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Bulletin | Covid-19

Daily Workplace Wrap-up on COVID-19 for May 5, 2020

Reading Time 4 minute read

Labour, Employment & Human Rights Bulletin

Below are the key government announcements made on May 5, 2020 that touch on workplace issues. Our daily (weekday) and weekend overviews of previous government announcements, employment analyses and other COVID-19 information are available here

The Federal Government

The Prime Minister announced an aid package of more than $252-million to support farmers, food businesses, and food processors, including:

  • more than $77-million for food processors to adapt hygiene and health protocols, purchase more personal protective equipment, maintain physical distancing measures, and respond to emerging pressures from COVID-19; and
  • a $50-million Surplus Food Purchase Program, to allow the government to bulk buy certain perishable products and redistribute them to organization addressing food insecurity.


The government announced that it will introduce Bill 14, the Utility Payment Deferral Program Act, in the legislature on May 6, 2020. Bill 14 is expected to include new financial relief for businesses, including utility bill payment deferrals until June 18, 2020.

British Columbia

There were no major government updates as of 5:00 p.m. E.D.T. on May 5, 2020.


The government announced a new $45-million program for Manitoba's seniors, aged 65 and older. The new Seniors Economic Recovery Credit provides a one-time $200 tax credit to each recipient, which will be mailed as a cheque. The tax credit will not be counted as taxable income nor will it claw back income-tested benefits to seniors. 

New Brunswick

There were no major government updates as of 5:00 p.m. E.D.T. on May 5, 2020.

Newfoundland and Labrador

The following legislation was introduced in the House of Assembly:

  • Bill 34, which would amend the Liquor Control Act and the Liquor Corporation Act to give the board authority to temporarily authorize certain licensees and their employees to sell and deliver alcohol for personal consumption;
  • Bill 35, which would temporarily allow lawyers to witness documents identified in the Wills Act, Notaries Public Act, Commissioners for Oaths Act and Registration of Deeds Act, 2009 using audio-visual technology;
  • Bill 36, which would amend the Temporary Variation of Statutory Deadlines Act to change the expiry of the Act to September 30, 2020;
  • Bill 37, which would amend the Pharmacy Act, 2012 to allow the Newfoundland and Labrador Pharmacy Board to issue emergency registrations to pharmacists and pharmacy technicians where there is an immediate need for services due to an actual or potential threat to public safety, health or welfare or where the federal Minister of Health makes a request; and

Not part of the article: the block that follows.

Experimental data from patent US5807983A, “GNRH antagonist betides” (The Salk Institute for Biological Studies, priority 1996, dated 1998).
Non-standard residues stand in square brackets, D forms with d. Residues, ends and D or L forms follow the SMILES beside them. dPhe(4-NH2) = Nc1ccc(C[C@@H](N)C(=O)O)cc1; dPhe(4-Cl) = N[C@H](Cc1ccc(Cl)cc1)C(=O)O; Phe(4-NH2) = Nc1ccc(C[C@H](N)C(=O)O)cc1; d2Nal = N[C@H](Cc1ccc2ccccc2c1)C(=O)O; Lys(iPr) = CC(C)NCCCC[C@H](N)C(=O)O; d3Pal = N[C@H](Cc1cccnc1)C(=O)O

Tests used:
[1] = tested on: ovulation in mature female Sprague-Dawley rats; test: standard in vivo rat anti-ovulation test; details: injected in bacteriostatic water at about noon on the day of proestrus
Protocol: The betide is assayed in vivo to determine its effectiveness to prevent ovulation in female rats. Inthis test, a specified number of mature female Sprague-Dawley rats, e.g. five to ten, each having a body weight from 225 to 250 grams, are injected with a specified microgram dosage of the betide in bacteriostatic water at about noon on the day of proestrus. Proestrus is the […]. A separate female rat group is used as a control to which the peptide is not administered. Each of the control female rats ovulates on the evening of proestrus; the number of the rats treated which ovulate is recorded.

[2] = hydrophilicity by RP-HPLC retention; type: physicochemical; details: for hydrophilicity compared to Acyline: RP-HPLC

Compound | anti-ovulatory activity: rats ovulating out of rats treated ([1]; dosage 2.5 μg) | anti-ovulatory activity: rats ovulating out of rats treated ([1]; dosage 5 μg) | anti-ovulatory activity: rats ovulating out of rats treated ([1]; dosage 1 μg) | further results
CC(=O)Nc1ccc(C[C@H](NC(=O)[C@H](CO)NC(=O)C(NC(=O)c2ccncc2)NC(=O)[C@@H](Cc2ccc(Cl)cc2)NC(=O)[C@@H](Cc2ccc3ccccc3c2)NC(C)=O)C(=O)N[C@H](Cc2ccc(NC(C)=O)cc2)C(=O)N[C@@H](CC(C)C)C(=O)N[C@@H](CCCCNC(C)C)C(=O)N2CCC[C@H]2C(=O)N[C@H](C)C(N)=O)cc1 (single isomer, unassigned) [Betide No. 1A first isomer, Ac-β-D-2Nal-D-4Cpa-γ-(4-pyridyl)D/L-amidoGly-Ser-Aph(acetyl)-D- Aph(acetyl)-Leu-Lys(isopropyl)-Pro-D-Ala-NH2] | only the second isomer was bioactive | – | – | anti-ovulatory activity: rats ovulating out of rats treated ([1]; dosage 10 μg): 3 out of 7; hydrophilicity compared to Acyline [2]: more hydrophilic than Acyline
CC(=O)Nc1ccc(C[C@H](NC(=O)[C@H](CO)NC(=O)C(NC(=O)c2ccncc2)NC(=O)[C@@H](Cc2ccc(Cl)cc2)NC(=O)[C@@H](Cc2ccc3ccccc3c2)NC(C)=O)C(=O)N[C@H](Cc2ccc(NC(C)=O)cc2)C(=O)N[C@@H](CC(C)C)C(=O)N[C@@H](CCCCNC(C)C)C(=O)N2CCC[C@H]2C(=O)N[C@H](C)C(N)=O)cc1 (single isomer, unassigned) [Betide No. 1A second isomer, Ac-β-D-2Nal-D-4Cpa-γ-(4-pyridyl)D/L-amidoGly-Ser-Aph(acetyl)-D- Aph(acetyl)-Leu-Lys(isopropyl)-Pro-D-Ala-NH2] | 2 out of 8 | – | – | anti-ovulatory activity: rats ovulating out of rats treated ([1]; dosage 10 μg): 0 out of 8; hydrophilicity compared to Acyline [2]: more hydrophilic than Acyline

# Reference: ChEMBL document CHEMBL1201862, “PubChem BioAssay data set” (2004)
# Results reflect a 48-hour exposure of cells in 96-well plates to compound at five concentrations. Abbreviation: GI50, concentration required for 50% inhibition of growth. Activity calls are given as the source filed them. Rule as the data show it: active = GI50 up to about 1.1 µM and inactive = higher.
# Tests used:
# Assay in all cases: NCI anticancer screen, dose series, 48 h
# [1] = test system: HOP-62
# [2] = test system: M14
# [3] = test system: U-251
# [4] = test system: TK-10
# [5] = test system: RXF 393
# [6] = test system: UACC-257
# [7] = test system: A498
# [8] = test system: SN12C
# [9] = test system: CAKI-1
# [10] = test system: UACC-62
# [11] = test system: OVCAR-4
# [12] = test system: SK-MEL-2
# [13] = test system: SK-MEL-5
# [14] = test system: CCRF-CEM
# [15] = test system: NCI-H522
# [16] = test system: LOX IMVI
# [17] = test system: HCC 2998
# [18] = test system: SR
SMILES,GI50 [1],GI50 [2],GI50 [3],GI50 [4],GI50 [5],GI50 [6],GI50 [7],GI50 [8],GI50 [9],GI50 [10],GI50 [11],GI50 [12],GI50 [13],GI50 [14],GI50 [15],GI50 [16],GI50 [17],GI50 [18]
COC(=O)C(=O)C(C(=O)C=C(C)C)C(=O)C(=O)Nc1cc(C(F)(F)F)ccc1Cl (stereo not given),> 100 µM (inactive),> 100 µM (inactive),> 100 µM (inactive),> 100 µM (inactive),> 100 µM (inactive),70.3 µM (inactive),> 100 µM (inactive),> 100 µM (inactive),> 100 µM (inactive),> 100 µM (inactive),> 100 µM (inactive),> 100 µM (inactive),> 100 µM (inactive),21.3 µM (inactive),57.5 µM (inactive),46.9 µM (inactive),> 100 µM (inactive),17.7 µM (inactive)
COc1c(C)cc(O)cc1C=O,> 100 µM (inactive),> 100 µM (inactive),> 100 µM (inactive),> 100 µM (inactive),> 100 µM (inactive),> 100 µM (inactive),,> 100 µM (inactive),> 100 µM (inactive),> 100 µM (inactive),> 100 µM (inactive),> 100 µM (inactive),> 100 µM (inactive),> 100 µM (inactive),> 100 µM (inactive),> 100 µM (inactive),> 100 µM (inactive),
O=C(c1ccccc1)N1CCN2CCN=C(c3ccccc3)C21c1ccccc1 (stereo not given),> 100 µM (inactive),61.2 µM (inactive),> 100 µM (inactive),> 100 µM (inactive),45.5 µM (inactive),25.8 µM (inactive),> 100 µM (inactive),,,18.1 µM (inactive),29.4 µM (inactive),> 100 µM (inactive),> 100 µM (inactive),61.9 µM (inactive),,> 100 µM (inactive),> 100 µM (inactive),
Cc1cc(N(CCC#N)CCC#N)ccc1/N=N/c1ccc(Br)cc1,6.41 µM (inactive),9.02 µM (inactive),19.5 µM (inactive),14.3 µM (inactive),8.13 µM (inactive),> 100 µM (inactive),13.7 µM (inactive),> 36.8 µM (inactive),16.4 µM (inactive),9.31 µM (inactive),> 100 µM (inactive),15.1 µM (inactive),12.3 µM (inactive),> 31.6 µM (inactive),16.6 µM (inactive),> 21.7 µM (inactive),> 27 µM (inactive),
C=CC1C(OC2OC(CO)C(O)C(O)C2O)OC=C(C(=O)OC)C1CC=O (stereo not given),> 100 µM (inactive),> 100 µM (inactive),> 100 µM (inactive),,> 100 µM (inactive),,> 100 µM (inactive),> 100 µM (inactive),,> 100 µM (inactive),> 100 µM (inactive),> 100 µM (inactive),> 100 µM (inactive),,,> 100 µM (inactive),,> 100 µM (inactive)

• Bill 38, which would amend the Public Health Protection and Promotion Act to:
    • allow for the authorization of peace officers to enforce the Chief Medical Officer of Health's orders during a public health emergency, including the authority to detain individuals and to convey individuals to a point of entry in the province;
    • clarify the powers of inspectors; and
    • allow inspectors to require an individual to stop a motor vehicle.

None of these bills had become law as of 5:00 p.m. E.D.T.

Nova Scotia

There were no major government updates as of 5:00 p.m. E.D.T. on May 5, 2020.


The government announced the expansion of virtual mental health services for, among others, frontline healthcare workers experiencing anxiety and depression during the pandemic.

The government also issued a new temporary emergency order on May 4, 2020. The order retroactively exempts certain public sector compensation increases related to COVID-19 from counting towards the maximum compensation increases permissible under the Protecting a Sustainable Public Sector for Future Generations Act, 2000. The exemption applies to specific workplaces, such as long-term care homes, and to certain frontline workers whom the government will support with additional COVID-19 pay. 

Prince Edward Island

There were no major government updates as of 5:00 p.m. E.D.T. on May 5, 2020.


Premier Legault confirmed that there is an ongoing shortage of 11,200 full-time staff in the healthcare sector. The Premier announced that the government expects to develop new bonuses to incentivize full-time work and new workers in the sector.

The government announced that as of May 11, 2020, an individual's "significant caregiver" will be able to visit them in a long term care facility or residence (CHSLD), with some exceptions. Caregivers will have to comply with infection prevention protocols. Others may "meet" residents of long-term care facilities or residences outdoors, so long as they maintain a 2-metre distance at all times.

Finally, the government announced that as of May 11, 2020, special measures will be in place to require essential businesses to provide set times during which only seniors will be served.


The Saskatchewan Health Authority announced (PDF) a phased resumption of provincial health care services starting May 19, 2020.

Northwest Territories, Nunavut, and the Yukon

There were no major government updates in Nunavut, the Northwest Territories or the Yukon as of 5:00 p.m. E.D.T. on May 5, 2020.

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